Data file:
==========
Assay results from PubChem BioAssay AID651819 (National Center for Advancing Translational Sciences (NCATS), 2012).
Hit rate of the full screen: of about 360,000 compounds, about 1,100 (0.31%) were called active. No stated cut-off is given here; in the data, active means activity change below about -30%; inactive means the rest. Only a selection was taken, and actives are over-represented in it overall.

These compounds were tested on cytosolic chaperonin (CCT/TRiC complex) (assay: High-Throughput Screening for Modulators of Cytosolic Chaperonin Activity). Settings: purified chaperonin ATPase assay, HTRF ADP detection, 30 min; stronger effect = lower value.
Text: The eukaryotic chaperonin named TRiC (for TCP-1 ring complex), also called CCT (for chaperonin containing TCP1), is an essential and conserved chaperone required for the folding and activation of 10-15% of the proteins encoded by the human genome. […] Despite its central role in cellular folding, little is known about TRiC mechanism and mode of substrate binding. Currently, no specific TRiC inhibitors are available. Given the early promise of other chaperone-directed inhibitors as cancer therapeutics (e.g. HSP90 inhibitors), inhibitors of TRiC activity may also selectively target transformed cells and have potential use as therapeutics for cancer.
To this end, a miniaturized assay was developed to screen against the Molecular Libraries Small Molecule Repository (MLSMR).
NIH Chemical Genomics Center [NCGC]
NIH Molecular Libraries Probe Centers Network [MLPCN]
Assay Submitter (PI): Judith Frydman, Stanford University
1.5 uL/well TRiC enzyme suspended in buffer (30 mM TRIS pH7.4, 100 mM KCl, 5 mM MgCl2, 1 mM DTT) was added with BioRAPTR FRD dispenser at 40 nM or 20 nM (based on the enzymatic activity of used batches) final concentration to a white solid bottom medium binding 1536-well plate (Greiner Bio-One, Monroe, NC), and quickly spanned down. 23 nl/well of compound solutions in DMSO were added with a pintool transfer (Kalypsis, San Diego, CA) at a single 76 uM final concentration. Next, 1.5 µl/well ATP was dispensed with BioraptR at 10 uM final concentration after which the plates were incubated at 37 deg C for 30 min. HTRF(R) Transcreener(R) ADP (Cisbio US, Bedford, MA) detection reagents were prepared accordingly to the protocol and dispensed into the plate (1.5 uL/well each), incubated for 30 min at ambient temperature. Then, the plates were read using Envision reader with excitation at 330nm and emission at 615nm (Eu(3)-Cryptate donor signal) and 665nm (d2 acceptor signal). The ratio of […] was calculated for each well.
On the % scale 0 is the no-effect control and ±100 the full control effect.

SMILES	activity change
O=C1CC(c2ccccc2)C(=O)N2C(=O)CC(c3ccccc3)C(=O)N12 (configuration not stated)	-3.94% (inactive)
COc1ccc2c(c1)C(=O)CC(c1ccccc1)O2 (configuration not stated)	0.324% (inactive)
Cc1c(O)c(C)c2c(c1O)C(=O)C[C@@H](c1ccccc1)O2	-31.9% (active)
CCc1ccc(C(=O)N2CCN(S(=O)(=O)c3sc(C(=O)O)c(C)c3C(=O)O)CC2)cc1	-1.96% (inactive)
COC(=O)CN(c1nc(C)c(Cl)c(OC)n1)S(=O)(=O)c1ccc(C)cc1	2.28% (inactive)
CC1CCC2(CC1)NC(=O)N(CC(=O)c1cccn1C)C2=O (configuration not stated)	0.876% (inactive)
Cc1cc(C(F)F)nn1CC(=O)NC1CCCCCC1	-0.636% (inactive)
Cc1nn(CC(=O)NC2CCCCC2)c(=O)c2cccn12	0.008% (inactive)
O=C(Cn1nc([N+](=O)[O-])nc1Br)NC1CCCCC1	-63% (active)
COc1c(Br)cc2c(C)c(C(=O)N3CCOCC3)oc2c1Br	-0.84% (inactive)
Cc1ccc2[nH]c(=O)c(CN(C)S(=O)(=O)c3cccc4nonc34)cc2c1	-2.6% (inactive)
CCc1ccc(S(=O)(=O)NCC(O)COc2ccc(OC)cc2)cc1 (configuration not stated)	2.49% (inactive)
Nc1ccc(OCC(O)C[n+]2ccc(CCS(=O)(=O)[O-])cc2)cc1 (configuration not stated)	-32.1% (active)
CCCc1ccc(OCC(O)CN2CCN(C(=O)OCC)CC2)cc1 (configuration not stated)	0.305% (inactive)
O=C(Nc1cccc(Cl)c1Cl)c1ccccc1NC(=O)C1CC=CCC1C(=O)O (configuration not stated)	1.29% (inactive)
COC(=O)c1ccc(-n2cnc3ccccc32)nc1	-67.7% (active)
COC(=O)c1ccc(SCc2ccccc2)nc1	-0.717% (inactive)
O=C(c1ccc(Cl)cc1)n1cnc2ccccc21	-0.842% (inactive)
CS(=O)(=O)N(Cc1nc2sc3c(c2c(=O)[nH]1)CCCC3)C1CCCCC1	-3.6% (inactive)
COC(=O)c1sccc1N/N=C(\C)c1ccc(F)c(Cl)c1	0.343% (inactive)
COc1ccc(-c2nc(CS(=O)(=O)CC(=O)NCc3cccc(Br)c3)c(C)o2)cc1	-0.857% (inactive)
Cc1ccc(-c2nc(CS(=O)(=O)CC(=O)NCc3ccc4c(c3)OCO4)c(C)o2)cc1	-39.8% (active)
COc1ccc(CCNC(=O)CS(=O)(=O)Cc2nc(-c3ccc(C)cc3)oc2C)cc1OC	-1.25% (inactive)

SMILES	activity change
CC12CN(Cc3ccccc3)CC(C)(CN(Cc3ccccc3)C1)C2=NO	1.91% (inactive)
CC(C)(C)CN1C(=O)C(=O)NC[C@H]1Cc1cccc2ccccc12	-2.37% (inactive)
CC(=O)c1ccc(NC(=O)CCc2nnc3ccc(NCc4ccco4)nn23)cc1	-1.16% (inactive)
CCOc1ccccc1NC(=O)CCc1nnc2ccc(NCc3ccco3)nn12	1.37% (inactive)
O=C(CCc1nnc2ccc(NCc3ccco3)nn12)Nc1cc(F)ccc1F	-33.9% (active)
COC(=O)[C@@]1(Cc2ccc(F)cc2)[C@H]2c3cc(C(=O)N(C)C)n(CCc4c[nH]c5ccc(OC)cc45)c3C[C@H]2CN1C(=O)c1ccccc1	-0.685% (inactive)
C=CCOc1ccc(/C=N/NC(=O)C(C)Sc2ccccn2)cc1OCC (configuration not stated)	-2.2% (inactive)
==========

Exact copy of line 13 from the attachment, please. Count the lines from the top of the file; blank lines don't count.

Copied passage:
COc1ccc2c(c1)C(=O)CC(c1ccccc1)O2 (configuration not stated)	0.324% (inactive)